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Study results are the first to demonstrate that tofacitinib may be an effective treatment option for Chinese patients with active psoriatic arthritis.
The efficiency of tofacitinib (Xejianz, Pfizer) was greater than placebo in Chinese patients with active psoriatic arthritis (PsA) and inadequate response to at least 1 conventional synthetic disease-modifying antirheumatic drug (csDMARD), according to a study published in RMD Open.1
“The results of this study are the first to demonstrate that tofacitinib may be an effective treatment option for Chinese patients with active PsA,” Xiaofeng Zeng, MD, of Peking Union Medical College Hospital in Beijing, China, stated. “Tofacitinib was well tolerated, with safety outcomes consistent with the established safety profile in the PsA global clinical program and other indications.”
Tofacitinib, an oral Janus kinase inhibitor, is approved by the US Food and Drug Administration (FDA) for the treatment of active PsA when 1 or more tumor necrosis factor (TNF) blocker medicine has been used and did not work well or cannot be tolerated. Tofacitinib is also approved for the treatment of PsA in Taiwan, but there are no approved advanced therapies for PsA in mainland China. Mainland China was not included in the global clinical development program of tofacitinib in PsA and only a small number of patients from Taiwan were enrolled in the program. Therefore, data supporting the efficacy and safety of tofacitinib in Chinese patients with PsA are limited.
This 6-month, double-blind, phase 3 study randomized 136 patients (mean age 45.3 years, 79% male) to tofacitinib 5 mg twice daily and 68 patients (mean age 43.9 years, 42% male) to placebo; switched to tofacitinib 5 mg twice daily after month 3. The primary endpoint was the American College of Rheumatology (ACR50) response at month 3. Secondary endpoints, through month 6, included: ACR20/50/70 response; change from baseline in Health Assessment Questionnaire-Disability Index (HAQ-DI); ≥75% improvement in Psoriasis Area and Severity Index (PASI75) response, and enthesitis and dactylitis resolution. Safety was assessed throughout.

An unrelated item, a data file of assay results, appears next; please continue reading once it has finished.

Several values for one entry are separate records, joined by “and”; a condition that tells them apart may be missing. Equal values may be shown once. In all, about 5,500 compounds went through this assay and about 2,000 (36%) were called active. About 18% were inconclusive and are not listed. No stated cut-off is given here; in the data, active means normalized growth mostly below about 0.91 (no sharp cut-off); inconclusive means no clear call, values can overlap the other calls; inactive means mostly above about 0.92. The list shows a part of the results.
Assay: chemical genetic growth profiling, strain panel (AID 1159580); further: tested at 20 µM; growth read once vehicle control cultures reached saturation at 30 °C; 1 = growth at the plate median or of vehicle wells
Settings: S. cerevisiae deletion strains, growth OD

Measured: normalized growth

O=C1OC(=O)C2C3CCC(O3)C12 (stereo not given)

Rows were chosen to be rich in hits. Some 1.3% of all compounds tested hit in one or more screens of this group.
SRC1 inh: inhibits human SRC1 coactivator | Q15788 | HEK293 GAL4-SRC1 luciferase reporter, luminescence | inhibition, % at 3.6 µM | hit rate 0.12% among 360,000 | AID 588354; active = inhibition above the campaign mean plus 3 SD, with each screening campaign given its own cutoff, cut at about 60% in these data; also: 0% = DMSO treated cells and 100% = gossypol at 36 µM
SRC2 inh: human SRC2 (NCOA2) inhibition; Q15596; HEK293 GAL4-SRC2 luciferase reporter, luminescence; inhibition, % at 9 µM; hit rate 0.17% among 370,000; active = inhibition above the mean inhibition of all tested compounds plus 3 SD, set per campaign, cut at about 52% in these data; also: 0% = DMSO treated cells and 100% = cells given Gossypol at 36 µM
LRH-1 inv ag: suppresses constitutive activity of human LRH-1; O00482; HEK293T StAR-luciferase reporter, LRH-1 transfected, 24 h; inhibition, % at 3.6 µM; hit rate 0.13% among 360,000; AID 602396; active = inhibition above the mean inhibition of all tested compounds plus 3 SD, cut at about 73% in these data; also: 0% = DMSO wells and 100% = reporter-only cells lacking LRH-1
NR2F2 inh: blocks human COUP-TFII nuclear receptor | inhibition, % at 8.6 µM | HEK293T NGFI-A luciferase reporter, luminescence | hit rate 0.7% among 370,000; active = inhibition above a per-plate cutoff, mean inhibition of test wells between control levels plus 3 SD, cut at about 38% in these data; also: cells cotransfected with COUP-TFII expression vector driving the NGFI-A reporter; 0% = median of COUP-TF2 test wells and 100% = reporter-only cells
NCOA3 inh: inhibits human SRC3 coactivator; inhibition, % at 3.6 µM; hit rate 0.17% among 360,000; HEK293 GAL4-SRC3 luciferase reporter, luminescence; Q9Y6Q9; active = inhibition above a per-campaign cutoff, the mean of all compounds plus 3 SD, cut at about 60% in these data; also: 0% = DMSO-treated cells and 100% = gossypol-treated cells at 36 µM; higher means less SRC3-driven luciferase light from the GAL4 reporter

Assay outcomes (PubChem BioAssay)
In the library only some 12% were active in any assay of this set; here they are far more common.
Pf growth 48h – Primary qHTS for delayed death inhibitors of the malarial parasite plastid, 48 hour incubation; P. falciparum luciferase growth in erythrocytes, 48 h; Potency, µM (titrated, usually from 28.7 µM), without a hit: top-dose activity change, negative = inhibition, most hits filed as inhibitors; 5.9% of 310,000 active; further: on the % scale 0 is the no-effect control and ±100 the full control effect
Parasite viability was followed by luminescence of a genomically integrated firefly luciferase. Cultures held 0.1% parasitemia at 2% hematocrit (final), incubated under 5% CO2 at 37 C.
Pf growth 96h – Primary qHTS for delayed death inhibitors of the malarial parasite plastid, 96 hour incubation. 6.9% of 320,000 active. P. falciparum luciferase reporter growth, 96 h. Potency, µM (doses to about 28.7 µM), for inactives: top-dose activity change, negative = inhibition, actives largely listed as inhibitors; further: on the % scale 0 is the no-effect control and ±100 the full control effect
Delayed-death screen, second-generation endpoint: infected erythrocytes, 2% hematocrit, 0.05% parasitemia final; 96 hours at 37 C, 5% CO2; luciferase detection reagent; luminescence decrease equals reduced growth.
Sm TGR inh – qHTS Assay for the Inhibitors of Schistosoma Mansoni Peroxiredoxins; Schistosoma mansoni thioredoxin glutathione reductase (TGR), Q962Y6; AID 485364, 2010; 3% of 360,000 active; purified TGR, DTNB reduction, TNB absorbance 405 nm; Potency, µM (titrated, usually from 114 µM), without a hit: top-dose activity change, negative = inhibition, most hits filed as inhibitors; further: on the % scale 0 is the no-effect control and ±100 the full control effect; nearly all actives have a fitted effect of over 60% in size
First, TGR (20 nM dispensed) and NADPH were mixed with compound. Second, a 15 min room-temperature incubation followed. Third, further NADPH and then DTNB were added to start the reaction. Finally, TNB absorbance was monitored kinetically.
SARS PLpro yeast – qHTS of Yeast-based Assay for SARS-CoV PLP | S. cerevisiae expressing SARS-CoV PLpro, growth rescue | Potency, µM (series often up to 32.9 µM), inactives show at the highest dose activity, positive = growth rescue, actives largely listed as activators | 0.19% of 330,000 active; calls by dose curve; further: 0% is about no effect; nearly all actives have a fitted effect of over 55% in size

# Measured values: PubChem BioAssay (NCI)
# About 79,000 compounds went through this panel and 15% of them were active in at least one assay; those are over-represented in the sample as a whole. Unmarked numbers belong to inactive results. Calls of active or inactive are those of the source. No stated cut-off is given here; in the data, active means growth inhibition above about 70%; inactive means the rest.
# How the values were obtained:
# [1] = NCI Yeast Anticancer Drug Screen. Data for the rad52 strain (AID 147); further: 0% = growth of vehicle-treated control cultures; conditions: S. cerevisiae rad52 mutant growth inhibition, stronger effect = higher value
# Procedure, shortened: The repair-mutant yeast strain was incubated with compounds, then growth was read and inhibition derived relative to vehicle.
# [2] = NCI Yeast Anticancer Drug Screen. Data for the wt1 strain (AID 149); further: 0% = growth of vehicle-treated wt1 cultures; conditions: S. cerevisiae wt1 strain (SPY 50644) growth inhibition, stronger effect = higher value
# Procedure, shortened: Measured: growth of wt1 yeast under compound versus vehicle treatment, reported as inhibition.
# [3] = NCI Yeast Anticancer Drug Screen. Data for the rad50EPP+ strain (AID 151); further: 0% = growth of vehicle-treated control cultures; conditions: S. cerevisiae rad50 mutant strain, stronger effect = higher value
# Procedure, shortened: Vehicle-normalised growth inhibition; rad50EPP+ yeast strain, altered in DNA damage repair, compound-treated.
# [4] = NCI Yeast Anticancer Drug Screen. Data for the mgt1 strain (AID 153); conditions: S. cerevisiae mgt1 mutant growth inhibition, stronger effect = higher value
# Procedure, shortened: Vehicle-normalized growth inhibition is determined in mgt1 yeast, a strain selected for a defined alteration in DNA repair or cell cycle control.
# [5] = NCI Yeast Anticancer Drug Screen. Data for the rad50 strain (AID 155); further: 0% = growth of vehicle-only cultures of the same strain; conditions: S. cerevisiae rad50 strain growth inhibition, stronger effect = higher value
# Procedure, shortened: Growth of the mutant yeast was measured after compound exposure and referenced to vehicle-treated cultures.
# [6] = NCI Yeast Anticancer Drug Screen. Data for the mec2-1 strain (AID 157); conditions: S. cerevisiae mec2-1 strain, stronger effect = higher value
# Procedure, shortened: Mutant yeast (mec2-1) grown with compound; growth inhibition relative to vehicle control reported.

The primary endpoint was met, with 38.2% of the tofacitinib group and 5.9% of the placebo group achieving the ACR50 response rate at month 3 (p <.0001). For secondary endpoints, ACR20/ACR70/PASI75 responses were higher with tofacitinib versus placebo. Enthesitis and dactylitis resolution rates and HAQ-DI reduction were greater with tofacitinib versus placebo.
The incidence of adverse events (AEs)/serious AEs through to month 3 were 68.4%/0% for tofacitinib and 75.0%/4.4% for placebo. One death was reported in the placebo group due to an accident. By month 6, one serious infection, non-serious herpes zoster, and lung cancer case each were reported in the tofacitinib group, and 4 serious infections and 1 non-serious herpes zoster case were reported the placebo group. There were no reports of non-melanoma skin cancer, major adverse cardiovascular or thromboembolism events.
The limitations of this study include the 6-month duration, which prevents conclusions on the long-term effectiveness and assessment of long-latency safety events of tofacitinib in Chinese patients with PsA.